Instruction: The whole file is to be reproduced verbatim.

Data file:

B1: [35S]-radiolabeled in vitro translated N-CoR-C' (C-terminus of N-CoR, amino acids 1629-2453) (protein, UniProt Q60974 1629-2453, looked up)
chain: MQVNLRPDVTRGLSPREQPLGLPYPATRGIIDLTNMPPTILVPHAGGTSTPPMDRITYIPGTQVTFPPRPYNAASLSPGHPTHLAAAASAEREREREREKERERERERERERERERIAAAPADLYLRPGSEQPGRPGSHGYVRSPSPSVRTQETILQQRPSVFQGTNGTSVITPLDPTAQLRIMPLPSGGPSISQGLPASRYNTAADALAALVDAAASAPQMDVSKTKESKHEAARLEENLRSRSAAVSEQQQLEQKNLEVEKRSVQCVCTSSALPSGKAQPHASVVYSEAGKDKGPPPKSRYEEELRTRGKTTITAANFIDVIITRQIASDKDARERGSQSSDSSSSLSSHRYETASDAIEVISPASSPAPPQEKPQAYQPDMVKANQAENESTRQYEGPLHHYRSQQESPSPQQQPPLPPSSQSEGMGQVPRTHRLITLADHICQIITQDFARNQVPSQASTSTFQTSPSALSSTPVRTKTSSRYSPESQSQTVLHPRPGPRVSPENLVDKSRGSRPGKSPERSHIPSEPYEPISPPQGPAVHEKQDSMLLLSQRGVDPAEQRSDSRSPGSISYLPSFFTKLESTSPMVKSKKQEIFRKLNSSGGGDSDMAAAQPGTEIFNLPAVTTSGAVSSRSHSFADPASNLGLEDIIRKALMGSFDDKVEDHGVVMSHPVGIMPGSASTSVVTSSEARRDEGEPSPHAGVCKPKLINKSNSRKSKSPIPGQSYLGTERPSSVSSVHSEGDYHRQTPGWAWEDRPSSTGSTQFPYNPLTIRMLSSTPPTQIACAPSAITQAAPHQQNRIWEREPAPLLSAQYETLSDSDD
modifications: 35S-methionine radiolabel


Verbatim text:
B1: [35S]-radiolabeled in vitro translated N-CoR-C' (C-terminus of N-CoR, amino acids 1629-2453) (protein, UniProt Q60974 1629-2453, looked up)
chain: MQVNLRPDVTRGLSPREQPLGLPYPATRGIIDLTNMPPTILVPHAGGTSTPPMDRITYIPGTQVTFPPRPYNAASLSPGHPTHLAAAASAEREREREREKERERERERERERERERIAAAPADLYLRPGSEQPGRPGSHGYVRSPSPSVRTQETILQQRPSVFQGTNGTSVITPLDPTAQLRIMPLPSGGPSISQGLPASRYNTAADALAALVDAAASAPQMDVSKTKESKHEAARLEENLRSRSAAVSEQQQLEQKNLEVEKRSVQCVCTSSALPSGKAQPHASVVYSEAGKDKGPPPKSRYEEELRTRGKTTITAANFIDVIITRQIASDKDARERGSQSSDSSSSLSSHRYETASDAIEVISPASSPAPPQEKPQAYQPDMVKANQAENESTRQYEGPLHHYRSQQESPSPQQQPPLPPSSQSEGMGQVPRTHRLITLADHICQIITQDFARNQVPSQASTSTFQTSPSALSSTPVRTKTSSRYSPESQSQTVLHPRPGPRVSPENLVDKSRGSRPGKSPERSHIPSEPYEPISPPQGPAVHEKQDSMLLLSQRGVDPAEQRSDSRSPGSISYLPSFFTKLESTSPMVKSKKQEIFRKLNSSGGGDSDMAAAQPGTEIFNLPAVTTSGAVSSRSHSFADPASNLGLEDIIRKALMGSFDDKVEDHGVVMSHPVGIMPGSASTSVVTSSEARRDEGEPSPHAGVCKPKLINKSNSRKSKSPIPGQSYLGTERPSSVSSVHSEGDYHRQTPGWAWEDRPSSTGSTQFPYNPLTIRMLSSTPPTQIACAPSAITQAAPHQQNRIWEREPAPLLSAQYETLSDSDD
modifications: 35S-methionine radiolabel